Historians have argued that childhood, to a large extent, is a social construct.4 Kosher, Ben-Arieh and Hendelsman (2016, pp.9-15) argued that the concept of childhood emerged relatively recently, in the past 400 to 600 years. Roche (1988, 5) is of the opinion that in the Middle Ages, the notion of childhood did not exist. Children dressed in the same manner as adults and they engaged in the same pastimes. Scott (1993, 229) states that their education was carried out by means of apprenticeship during which they worked side by side with adults. It was not until the Renaissance and the Reformation that the concept of childhood developed Roche (1988, 5). During this period, children were perceived as innocent and weak. Scott (1993, p. 229) opined that they (i.e. children) were regarded as needing proper and adequate discipline and assistance in order to develop into responsible adults. Begley (1994, pp. 12) state that from the 1500s, children were not considered to have independent wills and, consequently, young persons were in total subjection to their parents. In the Africa, childhood is a concept that is of paramount interest and the recognition of the place of a child as part of the family and larger society is of antiquity. Onwauchi, (1972, pp. 241-247) contends that while the child is recognised as a person, he is dependant and his legal rights and obligations are traced to and exercised by his parents/guardian. According to Agya, (2010, pp. 104-115) the foregoing position does not mean that the rights of a child are neither recognised nor protected in the African traditional society, because children are generally considered as a vulnerable group and are given special protection and attention above other members of the society. The United Nations Convention on the Rights of the Child (UNCRC) 1959 builds upon rights that had been set forth in a League of Nations Declaration of 1924. It is apposite to note that the League of Nations was the predecessor organisation to the United Nations. The Preamble to the League of Nations Declaration (LND) provides that children need “special safeguards and care, including appropriate legal protection, before as well as after birth.” This reiterates the 1924 Declaration’s pledge that “mankind owes to the child the best it has to give.”5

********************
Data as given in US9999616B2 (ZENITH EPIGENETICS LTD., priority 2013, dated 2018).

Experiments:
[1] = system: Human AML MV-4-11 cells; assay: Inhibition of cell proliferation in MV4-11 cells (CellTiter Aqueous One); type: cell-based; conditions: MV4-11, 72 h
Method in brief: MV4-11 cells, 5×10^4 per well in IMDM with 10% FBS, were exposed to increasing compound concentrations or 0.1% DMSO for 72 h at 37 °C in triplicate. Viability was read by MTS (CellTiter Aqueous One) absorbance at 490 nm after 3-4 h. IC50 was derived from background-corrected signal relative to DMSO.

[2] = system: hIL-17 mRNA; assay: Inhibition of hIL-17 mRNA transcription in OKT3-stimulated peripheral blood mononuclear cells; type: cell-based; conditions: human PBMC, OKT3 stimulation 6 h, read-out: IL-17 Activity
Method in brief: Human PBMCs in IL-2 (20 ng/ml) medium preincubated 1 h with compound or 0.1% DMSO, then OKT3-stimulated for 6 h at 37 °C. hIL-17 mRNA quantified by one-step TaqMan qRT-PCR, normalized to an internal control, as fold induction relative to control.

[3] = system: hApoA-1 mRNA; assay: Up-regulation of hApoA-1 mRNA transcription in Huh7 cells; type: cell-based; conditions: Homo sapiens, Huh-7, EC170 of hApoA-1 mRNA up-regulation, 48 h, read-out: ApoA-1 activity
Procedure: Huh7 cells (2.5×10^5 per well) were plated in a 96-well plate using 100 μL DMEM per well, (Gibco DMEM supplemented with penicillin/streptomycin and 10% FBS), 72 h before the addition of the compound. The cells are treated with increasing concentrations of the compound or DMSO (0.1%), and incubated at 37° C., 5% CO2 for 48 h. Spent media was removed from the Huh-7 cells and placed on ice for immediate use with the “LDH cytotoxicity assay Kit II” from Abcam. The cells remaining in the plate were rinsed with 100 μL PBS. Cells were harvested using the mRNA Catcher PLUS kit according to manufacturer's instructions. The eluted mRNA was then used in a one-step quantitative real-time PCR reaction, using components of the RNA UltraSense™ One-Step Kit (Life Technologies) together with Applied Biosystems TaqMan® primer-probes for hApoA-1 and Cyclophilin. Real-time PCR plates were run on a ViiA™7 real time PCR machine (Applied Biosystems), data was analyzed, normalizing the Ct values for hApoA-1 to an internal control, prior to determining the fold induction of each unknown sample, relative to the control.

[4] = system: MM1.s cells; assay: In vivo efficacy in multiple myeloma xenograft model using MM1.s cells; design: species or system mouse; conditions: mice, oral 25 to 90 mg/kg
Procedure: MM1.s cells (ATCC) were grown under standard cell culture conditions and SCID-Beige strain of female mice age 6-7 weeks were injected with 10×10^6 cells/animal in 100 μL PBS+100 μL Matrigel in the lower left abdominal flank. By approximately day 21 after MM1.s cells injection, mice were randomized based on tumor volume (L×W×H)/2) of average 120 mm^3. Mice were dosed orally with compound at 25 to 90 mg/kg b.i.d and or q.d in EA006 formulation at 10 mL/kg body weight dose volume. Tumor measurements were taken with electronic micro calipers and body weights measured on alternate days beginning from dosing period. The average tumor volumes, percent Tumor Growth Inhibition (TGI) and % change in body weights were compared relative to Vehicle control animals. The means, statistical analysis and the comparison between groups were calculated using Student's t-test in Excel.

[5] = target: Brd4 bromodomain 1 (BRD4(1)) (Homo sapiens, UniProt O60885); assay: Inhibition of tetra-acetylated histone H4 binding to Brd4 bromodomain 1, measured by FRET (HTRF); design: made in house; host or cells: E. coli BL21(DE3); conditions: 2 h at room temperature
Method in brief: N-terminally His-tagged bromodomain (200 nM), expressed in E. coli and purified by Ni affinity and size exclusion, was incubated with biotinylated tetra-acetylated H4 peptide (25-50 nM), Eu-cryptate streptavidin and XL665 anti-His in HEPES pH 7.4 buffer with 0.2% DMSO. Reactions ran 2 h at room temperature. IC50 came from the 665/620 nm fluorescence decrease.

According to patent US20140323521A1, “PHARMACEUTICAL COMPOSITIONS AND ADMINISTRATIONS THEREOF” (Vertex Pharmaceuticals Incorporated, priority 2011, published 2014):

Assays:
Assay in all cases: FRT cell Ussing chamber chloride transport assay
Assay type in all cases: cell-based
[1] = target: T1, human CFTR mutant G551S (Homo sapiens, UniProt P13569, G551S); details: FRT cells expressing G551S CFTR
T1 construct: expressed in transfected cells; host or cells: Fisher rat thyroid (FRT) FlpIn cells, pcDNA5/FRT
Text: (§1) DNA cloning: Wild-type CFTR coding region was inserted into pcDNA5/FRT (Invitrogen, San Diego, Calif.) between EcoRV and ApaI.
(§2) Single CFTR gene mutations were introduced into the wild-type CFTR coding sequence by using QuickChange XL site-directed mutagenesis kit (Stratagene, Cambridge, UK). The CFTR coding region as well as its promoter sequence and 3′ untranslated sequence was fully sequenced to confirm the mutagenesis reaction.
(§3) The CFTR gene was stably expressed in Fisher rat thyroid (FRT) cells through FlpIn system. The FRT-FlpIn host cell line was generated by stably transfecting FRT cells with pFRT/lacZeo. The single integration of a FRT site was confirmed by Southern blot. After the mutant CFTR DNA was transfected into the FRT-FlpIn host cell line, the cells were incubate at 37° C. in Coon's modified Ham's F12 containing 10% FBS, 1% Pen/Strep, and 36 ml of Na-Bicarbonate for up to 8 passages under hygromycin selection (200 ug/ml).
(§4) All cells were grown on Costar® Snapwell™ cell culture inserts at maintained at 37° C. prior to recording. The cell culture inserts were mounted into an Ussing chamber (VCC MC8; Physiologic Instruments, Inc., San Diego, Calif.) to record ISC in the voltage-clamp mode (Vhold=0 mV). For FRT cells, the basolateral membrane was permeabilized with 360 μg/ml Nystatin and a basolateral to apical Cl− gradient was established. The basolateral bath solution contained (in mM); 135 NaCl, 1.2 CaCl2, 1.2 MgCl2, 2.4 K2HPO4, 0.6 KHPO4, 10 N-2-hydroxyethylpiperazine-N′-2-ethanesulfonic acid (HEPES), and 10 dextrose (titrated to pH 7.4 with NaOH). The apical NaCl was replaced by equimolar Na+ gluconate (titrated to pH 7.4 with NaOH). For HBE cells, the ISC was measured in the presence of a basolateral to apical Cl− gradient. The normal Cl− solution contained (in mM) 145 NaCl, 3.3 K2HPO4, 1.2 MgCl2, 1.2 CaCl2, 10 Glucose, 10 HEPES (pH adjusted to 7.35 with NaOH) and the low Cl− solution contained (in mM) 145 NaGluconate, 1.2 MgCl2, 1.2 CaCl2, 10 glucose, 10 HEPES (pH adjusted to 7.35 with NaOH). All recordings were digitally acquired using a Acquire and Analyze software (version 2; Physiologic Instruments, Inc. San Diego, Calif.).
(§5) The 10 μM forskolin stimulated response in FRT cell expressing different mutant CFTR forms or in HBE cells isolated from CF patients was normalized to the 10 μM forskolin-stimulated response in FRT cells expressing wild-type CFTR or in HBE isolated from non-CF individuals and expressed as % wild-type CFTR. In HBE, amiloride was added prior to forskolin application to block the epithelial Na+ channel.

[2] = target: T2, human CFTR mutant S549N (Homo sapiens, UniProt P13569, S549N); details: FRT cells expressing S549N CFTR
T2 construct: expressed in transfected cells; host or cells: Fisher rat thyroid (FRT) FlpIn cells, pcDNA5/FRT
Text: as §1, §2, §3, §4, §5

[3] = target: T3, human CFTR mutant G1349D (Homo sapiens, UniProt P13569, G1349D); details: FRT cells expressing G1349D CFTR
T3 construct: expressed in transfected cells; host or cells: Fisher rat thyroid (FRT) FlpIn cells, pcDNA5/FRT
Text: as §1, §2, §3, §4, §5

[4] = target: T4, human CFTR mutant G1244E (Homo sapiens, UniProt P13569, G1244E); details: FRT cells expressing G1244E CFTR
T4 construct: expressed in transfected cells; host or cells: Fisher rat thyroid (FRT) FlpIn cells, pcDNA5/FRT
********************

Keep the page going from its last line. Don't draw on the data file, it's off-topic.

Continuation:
According to Freeman (1994, p. 320) it was only in the latter part of the twentieth century, and specifically the 1970s and early 1980s that the concept of children's rights emerged. Bernard, Ward and Knoppers (1992-1993, pp.122-123) assert that during this period, there was recognition that children have interests, perhaps even rights that need to be considered distinctly and separately from those of adults, and particularly their parents. Since this period up to the 1989 when the United Nations Child’s Right Convention was adopted, the issue of child’s right has become a universal phenomenon.